Queen of Louis II, King of Italy
Ninth Century A.D.
Angelberga, Empress of the West, wife of Louis II., emperor and king of Italy, is supposed to have been of illustrious birth, though that is uncertain. She was a woman of courage and ability; but proud, unfeeling, and venal. The war in which her husband was involved with the king of Germany was especially rendered unfortunate by her pride and rapacity.
In 874, Angelberga built, at Plaisance, a monastery, which afterwards became one of the most famous in Italy. After the death of Louis, Angelberga remained at the convent of St. Julia, in Brescia, where her treasures were deposited. In 881, Charles the Fat, of France, caused Angelberga to be taken and carried prisoner into Germany, lest she would assist, by her wealth and political knowledge, her daughter Ermengarde, who had married Boron, king of Provence, a relative of Charles. She was released, however, through intervention of the pope. It is not known when she died.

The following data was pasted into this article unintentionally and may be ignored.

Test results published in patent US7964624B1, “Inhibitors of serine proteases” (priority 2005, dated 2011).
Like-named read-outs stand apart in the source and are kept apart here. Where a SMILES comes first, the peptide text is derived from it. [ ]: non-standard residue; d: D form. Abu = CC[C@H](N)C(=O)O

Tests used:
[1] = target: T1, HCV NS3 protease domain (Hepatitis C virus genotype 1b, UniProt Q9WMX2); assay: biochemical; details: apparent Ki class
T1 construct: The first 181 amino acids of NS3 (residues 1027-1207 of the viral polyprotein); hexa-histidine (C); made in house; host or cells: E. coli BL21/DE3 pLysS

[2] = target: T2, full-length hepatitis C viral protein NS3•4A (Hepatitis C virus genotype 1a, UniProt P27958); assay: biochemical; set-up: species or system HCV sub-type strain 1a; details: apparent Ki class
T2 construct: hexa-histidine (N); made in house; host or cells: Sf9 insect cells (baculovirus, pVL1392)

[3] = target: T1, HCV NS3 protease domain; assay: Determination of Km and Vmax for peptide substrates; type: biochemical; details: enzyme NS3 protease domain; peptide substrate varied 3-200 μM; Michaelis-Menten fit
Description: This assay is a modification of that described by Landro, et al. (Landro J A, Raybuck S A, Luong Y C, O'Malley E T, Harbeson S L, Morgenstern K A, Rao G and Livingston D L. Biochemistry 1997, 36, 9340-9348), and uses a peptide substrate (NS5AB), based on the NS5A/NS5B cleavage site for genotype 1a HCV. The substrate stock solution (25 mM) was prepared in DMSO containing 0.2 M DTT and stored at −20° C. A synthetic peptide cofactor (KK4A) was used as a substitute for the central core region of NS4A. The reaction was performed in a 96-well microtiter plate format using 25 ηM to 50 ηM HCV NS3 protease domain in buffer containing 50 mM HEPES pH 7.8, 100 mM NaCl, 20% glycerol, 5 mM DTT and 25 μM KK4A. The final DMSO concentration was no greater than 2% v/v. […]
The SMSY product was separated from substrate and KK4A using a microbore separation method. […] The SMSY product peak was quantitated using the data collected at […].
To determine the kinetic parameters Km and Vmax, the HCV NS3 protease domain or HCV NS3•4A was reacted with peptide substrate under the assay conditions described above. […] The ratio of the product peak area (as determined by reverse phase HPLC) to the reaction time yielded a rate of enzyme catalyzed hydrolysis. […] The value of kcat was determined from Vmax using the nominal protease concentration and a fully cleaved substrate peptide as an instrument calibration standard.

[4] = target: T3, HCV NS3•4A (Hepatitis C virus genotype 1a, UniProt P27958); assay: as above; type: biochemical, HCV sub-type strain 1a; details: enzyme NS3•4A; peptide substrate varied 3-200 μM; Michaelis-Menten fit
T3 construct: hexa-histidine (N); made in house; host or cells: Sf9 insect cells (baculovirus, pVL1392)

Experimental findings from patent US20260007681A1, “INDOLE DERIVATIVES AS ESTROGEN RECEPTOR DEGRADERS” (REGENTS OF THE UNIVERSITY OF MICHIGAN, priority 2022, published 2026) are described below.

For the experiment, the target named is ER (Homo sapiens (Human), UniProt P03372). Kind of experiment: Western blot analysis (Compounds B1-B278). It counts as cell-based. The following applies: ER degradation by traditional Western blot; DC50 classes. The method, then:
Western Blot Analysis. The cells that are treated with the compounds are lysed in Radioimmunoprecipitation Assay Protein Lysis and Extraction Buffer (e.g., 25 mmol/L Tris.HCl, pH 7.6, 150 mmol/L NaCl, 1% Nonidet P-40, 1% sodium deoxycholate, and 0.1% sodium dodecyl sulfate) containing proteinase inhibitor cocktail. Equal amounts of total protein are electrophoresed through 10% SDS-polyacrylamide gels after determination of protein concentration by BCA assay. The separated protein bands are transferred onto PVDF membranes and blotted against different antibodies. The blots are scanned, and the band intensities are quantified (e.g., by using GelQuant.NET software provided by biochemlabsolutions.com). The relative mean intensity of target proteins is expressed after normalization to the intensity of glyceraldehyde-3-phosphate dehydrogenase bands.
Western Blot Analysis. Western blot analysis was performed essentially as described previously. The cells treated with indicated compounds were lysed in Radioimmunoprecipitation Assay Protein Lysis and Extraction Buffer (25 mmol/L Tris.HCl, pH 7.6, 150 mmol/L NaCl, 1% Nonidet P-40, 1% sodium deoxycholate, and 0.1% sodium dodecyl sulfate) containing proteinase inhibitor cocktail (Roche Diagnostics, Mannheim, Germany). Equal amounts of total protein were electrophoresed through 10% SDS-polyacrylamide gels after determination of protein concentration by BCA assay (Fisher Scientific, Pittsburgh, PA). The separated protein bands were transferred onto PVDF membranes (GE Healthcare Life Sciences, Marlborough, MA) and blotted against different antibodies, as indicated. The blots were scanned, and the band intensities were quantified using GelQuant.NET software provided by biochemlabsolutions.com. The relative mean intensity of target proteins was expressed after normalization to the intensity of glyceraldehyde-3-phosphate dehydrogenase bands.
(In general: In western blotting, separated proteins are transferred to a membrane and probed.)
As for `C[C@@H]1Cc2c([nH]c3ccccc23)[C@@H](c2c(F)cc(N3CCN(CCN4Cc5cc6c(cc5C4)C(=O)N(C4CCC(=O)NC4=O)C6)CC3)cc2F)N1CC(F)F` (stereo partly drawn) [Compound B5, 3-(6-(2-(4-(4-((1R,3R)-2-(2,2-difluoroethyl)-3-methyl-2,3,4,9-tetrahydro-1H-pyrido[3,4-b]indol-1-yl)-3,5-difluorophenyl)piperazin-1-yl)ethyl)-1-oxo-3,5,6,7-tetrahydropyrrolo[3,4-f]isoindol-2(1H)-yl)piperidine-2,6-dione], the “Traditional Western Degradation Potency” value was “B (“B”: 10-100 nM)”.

Angelberga had two daughters, Ermengarde, who survived her, and Gisela, abbess of St. Julia, who died before her parents.
Reference: Woman: Her Position, Influence and Achievement Throughout the Civilized World. Designed and Arranged by William C. King. Published in 1900 by The King-Richardson Co. Copyright 1903 The King-Richardson Co.